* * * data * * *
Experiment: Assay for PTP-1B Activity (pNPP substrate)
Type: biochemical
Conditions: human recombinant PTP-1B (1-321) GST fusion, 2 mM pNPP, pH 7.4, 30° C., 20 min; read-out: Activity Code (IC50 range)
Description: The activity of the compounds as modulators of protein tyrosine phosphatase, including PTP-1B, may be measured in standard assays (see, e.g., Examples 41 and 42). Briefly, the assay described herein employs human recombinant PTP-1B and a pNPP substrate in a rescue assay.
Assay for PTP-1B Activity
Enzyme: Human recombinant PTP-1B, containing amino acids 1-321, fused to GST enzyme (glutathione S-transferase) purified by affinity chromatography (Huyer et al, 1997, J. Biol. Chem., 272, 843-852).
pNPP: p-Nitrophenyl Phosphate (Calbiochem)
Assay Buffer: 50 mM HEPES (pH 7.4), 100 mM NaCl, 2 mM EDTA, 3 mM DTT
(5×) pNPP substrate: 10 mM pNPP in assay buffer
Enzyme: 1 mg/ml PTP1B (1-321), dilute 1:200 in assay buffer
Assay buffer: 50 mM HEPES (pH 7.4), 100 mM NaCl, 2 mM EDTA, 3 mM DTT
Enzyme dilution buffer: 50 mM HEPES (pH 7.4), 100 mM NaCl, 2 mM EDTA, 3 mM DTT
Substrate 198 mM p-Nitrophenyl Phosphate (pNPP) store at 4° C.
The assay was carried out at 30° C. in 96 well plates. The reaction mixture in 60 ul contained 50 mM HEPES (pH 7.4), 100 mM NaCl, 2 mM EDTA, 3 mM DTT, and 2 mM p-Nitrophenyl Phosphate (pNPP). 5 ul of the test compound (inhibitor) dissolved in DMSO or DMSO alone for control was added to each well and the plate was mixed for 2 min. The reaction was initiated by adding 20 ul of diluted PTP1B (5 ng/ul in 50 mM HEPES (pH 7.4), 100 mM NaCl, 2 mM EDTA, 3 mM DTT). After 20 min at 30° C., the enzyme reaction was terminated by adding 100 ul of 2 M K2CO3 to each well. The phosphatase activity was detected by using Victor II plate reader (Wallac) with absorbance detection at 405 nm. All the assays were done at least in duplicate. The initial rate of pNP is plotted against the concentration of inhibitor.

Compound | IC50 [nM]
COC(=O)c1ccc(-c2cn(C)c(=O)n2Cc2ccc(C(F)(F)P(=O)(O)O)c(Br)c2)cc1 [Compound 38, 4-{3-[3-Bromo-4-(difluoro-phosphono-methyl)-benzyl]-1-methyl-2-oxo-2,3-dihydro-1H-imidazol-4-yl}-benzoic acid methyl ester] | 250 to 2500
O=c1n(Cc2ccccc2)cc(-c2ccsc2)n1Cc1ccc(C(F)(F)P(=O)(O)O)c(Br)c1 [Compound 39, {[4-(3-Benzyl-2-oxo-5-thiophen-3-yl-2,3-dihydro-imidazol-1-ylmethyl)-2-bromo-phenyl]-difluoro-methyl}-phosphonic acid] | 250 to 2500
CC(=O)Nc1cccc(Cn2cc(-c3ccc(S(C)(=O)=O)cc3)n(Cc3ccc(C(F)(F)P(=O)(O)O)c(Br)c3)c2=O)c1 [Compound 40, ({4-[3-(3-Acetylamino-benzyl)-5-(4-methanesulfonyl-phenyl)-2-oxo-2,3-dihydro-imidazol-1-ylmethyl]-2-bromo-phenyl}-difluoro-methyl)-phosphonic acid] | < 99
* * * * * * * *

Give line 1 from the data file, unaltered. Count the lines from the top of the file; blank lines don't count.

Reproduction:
Experiment: Assay for PTP-1B Activity (pNPP substrate)